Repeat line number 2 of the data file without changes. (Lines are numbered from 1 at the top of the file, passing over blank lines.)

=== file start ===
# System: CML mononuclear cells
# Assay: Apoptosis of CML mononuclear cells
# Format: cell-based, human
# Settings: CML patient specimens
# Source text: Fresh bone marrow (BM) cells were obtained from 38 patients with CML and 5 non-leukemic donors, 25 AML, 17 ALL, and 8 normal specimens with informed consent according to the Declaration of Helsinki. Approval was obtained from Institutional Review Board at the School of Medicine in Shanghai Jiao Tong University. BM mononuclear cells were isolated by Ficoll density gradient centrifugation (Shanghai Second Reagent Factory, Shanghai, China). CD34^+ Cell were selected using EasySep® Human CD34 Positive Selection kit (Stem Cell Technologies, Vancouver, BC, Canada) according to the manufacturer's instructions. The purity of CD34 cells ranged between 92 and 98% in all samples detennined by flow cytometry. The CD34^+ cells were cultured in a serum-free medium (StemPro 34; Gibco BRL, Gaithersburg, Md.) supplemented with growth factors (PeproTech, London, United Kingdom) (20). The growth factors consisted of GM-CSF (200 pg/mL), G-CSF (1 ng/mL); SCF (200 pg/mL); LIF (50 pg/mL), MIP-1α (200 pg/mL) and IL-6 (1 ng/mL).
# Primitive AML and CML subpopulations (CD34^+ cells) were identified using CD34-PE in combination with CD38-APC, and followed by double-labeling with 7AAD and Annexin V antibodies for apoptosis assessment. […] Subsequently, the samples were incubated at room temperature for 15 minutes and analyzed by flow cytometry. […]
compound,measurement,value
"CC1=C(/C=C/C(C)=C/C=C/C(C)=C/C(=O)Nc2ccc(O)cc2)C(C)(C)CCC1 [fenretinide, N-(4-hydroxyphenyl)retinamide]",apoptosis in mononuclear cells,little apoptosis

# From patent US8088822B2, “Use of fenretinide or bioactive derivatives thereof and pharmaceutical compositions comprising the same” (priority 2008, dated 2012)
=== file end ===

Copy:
# Assay: Apoptosis of CML mononuclear cells